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A tribute To A One-of-a-kind Garden Dog

...Pee on plants? He wouldn't dream of it
by Yvonne Cunnington
by Yvonne Cunnington

I am a garden writer and photographer living near Hamilton, Ont. My articles have appeared in Chatelaine, Canadian Living, Canadian Gardening and Gardening Life magazines. My book for beginner gardeners, Clueless in the Garden: A Guide for the Horticulturally Helpless (Key Porter Books) was published in 2003.

My husband and I tend a large country garden, which has been featured on TV’s Gardeners Journal and in Gardening Life magazine. We have had numerous bus tours visit our garden.

Visit her website at

November 17, 2002

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Teddy last Christmas with my father-in-law, Ray Cunnington.  

Dogs have a reputation - often deserved - for being hard on gardens, crashing through planting beds and peeing on everything in sight. But for years I had the perfect garden dog - sadly he died at age 12 last spring at the height of daffodil season. Teddy was a small blonde one-of-a-kind mixed breed with floppy ears. He was smart, affectionate and oh so touchable. He had the brightest smile and the neatest turned-up feather boa of a tail. And, unlike most dogs, Teddy could purr (though a cat might scoff at that claim).

In his puppy days, Teddy kept me company while I lived in a cabin in cottage country, accessible in winter by snowmobile only. He and I travelled frequently by plane to Northwestern Ontario, where my husband was working at the time. He flew in jets and bumpy two-prop planes without complaint. He loved boat rides and tolerated noisy snowmobile rides. But when we moved to Hamilton, Ont., he turned into a remarkably fine city dog, hardly needing his leash for walks.

Best of all, when I took up gardening, he was naturally garden savvy. No digging in the beds for him, and he quickly learned what "out of the garden" meant, disobeying only if a neighborhood cat had the nerve to drop in. But Teddy's best garden trait was this: he never lifted his leg on a plant in my garden.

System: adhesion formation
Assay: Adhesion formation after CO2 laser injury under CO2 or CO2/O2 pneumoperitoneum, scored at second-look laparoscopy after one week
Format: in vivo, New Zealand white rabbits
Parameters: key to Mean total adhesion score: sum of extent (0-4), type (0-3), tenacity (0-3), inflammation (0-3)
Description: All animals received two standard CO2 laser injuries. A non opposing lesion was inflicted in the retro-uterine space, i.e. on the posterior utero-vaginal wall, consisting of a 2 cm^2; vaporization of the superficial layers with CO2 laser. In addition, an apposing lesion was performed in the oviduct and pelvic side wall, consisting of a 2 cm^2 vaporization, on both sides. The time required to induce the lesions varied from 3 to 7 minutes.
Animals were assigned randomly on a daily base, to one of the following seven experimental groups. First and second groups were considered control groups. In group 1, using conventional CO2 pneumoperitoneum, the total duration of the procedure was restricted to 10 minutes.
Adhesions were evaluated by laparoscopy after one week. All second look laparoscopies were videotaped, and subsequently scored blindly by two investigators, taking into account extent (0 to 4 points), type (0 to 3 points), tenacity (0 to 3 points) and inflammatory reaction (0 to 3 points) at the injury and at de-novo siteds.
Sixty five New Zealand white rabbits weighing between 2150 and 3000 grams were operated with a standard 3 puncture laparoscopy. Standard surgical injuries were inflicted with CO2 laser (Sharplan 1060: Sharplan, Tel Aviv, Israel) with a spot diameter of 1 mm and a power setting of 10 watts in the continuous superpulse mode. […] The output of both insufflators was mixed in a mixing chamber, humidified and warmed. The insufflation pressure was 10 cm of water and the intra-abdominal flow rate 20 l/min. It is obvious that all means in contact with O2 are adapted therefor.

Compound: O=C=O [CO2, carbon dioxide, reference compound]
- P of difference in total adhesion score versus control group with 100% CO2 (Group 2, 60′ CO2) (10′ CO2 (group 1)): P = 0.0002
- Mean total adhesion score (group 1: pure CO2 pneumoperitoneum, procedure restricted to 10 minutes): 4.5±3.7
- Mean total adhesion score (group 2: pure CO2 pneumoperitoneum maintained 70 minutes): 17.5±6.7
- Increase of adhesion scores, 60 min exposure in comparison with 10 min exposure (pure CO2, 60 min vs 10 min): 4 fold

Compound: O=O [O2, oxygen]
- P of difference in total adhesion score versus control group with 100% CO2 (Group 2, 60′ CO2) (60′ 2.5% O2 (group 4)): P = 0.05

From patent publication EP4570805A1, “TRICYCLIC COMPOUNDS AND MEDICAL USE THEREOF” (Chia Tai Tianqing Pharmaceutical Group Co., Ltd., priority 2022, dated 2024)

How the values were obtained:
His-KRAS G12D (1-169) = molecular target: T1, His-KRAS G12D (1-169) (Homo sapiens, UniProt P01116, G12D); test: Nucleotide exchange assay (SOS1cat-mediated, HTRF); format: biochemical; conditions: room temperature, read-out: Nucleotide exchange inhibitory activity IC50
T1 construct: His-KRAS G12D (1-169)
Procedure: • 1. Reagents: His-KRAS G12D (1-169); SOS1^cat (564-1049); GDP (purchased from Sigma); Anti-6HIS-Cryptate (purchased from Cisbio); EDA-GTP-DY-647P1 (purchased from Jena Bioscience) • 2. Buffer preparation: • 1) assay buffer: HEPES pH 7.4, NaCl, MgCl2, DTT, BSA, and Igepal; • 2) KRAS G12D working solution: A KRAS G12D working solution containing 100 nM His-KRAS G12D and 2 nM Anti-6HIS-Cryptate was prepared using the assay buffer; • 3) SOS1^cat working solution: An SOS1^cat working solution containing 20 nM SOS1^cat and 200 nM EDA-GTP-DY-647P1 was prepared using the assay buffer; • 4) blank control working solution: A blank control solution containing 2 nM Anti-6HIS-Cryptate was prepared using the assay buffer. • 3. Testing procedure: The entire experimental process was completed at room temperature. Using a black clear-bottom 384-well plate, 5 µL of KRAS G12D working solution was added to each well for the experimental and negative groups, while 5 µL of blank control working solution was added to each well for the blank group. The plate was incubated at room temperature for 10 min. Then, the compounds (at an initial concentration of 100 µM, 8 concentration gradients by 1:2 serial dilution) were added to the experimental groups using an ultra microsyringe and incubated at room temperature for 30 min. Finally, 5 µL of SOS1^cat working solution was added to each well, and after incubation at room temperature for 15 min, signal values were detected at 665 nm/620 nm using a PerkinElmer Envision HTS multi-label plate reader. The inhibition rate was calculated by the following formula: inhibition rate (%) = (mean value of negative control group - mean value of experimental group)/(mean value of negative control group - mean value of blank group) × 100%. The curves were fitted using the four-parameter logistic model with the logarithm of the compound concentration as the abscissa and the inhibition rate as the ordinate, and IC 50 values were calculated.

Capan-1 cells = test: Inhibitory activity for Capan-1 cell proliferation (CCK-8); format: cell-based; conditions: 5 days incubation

How he figured it out I don't know, but I suppose the notion that peeing on plants was not a good thing occurred to him as he watched me dig, plant, transplant, prune and otherwise fuss over plants. For Teddy, the appropriate lift-your-leg spot was the lawn, not trees, not shrubs, not flowers. While we lived in the city, this self-imposed rule seemed to extend to our garden only. On other people's plants, particularly if they were close to the sidewalk, he did the usual male dog routine, adding his calling card to the rest.

But when we moved to 10 acres in the country, his fastidiousness spread to include the neighboring tree farm, our daily walking destination. He never lifted his leg on acres of trees, nor at the golf course across the road where we enjoyed so many wonderful walks in the last winter of his life. I'm sure he considered all the neighboring trees as part of a giant country garden we presided over. Over the years, I became so used to this lovely behaviour that I'm now put off when I see canine barbarians letting loose on plants.

The garden job Teddy performed with utter devotion was squirrel patrol. In the city, old phone lines stretching high over the back fence served as a squirrel overpass. Teddy was such a fierce squirrel chaser, they knew enough not to set foot in our garden. Thanks to him, I never lost a single tulip to the bushy-tailed menaces. These days, my in-laws who live and garden at our old address, complain that the cheeky creatures frequently dig things up and bite the heads off flowers.

Teddy chased squirrels almost to his last day, though in his senior years he was mostly a happy couch potato. But even curled up on the sofa, he kept an eye out for his enemies congregating at our old walnut tree. We had a routine: I'd be sitting at my desk working, when I'd hear an unmistakable half bark, half growl from the living room. This was my signal to run to the study door and throw it wide open so my squirrel patroller could barrel through unimpeded.

We've dug scores of planting holes for trees on our property, but burying Teddy was the toughest digging job we've ever had to do. His resting spot is by a handsome pin oak, one of the first trees we planted after moving to our country property. This fall I surrounded the oak with daffodil bulbs. In the springs to come, I hope they will naturalize and continue to bloom for us in fond remembrance of Teddy and all the seasons of joy he brought us.

Yvonne Cunnington is still trying to teach her new barbarian, a handsome white husky-collie cross called Toby, not to pee on plants.

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